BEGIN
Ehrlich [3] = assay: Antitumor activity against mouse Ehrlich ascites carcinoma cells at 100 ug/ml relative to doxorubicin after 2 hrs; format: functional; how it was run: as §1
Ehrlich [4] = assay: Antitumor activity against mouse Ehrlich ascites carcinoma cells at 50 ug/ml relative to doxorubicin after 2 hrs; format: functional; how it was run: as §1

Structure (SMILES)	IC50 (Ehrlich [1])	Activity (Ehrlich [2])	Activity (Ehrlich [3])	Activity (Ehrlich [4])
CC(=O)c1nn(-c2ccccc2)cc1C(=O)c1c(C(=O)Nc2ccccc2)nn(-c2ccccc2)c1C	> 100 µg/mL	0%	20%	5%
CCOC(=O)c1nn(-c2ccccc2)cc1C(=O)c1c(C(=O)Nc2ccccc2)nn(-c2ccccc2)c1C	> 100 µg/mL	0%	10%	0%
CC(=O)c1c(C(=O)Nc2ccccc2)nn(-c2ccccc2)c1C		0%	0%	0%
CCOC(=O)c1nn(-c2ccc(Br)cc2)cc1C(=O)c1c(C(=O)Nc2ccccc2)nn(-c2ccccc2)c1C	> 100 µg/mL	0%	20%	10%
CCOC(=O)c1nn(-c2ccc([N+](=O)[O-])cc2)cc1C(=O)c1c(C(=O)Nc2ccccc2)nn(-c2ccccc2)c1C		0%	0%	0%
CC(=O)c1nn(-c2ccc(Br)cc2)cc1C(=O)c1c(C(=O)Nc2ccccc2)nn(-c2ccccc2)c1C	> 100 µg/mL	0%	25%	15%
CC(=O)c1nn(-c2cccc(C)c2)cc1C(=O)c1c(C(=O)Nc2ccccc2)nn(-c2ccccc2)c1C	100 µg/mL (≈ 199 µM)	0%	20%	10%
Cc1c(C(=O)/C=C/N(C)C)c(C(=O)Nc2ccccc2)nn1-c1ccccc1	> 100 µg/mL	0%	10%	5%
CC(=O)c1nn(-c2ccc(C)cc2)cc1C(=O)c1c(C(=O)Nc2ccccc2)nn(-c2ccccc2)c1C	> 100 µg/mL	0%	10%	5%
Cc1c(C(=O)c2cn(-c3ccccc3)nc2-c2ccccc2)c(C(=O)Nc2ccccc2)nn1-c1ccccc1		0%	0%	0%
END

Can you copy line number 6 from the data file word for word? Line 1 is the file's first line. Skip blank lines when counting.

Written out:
CC(=O)c1c(C(=O)Nc2ccccc2)nn(-c2ccccc2)c1C		0%	0%	0%